Title:
Construction & demolition debris (C&D) materials processing
Kind Code:
A1


Abstract:
A method of processing construction and demolition (C&D) debris at a location includes a set of processing steps. The method begins upon receipt of bulk C&D debris at the location. The bulk C&D debris is sorted into at least a first portion for further processing, and a second portion that is set aside. The first portion is then processed into a substantially homogenous wood waste material having particles of a given size by the unordered steps of shredding, screening, metals separation and flotation. The substantially homogenous wood waste material is then dried so that the particles have moisture content within a desired range. The wood waste material particles are then delivered into a molten metal bath at a submerged depth for gasification. Preferably, the process operates in a continuous or partially-continuous manner within a given facility, or within co-located facilities.



Inventors:
Davis, William H. (Winchester, MA, US)
Morrow Jr., Irving B. (Harvard, MA, US)
Leech, Jeffrey E. (Middleboro, MA, US)
Application Number:
12/021987
Publication Date:
07/30/2009
Filing Date:
01/29/2008
Assignee:
Ze-gen, Inc. (Boston, MA, US)
Primary Class:
International Classes:
B07B13/04
View Patent Images:
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Primary Examiner:
MILLER, BENA B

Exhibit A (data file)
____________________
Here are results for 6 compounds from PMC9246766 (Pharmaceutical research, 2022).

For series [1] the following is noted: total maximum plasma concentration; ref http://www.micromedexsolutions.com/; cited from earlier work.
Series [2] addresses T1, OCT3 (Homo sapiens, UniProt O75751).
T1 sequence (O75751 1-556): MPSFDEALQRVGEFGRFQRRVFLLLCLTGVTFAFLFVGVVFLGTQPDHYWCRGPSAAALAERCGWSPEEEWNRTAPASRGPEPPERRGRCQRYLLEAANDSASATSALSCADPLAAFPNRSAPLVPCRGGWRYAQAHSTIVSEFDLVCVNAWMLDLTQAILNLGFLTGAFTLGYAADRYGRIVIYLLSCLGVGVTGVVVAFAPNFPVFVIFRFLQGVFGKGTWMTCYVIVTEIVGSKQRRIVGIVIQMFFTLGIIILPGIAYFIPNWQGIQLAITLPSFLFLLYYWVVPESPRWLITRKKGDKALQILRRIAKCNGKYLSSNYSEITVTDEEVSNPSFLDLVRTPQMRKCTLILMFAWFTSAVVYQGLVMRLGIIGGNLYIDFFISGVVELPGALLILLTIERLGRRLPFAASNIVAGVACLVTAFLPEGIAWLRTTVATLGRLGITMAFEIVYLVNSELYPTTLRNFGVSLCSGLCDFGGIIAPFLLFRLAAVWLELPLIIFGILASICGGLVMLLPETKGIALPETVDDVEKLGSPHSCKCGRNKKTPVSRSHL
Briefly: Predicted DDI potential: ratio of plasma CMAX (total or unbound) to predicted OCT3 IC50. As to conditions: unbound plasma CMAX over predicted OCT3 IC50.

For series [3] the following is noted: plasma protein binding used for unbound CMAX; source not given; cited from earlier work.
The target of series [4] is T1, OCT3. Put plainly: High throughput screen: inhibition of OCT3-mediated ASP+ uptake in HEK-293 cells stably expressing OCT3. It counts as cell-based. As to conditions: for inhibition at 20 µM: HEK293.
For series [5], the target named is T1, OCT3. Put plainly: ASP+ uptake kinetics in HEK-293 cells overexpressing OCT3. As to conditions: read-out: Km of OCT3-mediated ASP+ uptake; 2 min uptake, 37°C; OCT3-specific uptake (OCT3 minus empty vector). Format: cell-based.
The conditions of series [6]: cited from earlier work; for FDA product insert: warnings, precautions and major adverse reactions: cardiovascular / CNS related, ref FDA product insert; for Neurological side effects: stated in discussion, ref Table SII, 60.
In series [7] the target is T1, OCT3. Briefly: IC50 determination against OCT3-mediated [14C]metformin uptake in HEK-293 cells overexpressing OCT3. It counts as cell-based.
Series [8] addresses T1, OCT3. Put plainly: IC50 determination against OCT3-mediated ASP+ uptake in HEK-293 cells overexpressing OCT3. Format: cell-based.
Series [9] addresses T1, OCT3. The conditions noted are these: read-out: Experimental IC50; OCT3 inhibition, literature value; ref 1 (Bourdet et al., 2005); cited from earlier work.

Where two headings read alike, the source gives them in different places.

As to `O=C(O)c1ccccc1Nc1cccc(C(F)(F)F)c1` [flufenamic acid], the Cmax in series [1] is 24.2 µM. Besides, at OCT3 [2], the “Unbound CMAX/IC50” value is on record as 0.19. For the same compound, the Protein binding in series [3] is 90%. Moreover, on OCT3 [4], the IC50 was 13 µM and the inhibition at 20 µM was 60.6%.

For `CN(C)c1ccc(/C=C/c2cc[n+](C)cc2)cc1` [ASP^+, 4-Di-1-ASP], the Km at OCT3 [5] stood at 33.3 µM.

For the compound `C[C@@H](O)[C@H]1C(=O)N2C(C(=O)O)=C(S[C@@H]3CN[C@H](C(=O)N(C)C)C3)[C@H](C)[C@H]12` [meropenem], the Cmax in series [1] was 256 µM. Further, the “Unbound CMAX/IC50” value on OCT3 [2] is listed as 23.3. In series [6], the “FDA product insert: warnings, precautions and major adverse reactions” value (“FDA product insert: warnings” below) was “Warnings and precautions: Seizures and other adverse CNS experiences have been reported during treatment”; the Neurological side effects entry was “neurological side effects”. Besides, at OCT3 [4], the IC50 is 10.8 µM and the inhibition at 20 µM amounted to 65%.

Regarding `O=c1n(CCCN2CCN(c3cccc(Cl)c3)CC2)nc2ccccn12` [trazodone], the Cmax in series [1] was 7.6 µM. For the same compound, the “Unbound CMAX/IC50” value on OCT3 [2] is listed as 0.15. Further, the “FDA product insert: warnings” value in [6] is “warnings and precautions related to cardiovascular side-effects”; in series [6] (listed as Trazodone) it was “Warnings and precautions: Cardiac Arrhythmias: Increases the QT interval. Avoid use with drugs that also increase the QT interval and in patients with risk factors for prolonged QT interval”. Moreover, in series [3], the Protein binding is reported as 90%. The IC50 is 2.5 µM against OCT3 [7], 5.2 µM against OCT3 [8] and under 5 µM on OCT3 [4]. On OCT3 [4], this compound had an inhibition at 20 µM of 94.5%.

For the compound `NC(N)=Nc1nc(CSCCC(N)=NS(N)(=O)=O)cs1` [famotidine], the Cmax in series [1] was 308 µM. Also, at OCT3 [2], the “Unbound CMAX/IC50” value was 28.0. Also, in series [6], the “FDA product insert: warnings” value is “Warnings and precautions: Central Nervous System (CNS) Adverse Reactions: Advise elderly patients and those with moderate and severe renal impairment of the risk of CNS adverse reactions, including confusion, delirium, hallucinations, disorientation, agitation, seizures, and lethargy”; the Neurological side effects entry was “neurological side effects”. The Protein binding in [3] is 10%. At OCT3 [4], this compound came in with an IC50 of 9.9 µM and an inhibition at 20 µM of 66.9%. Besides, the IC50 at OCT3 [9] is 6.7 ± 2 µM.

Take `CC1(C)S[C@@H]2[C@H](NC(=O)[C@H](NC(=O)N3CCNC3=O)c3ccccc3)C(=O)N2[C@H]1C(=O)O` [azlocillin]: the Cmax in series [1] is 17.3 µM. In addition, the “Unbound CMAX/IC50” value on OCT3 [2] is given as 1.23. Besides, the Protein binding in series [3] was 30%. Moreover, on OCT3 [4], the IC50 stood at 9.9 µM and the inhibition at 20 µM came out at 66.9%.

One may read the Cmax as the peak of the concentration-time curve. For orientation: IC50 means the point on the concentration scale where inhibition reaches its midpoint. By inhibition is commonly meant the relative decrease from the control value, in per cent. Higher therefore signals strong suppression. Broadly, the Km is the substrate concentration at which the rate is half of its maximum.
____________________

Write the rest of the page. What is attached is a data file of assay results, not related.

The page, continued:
Attorney, Agent or Firm:
WOLF GREENFIELD & SACKS, P.C. (BOSTON, MA, US)
Claims:
Having described our invention, what we now claim is as follows.

1. A method of processing construction and demolition (C&D) debris in preparation for its gasification, comprising: receiving bulk C&D debris; sorting the bulk C&D debris into at least a first portion for further processing, and a second portion; processing the first portion into a substantially homogenous wood waste material having particles of a given size between 1-50 mm by the unordered steps of shredding, screening, metals separation and flotation; drying the substantially homogenous wood waste material so that the particles have a given moisture content; and delivering the wood waste material particles into a molten metal bath at a submerged depth.

2. The method as described in claim 1 wherein the given size of the particles is less than six (6) inches.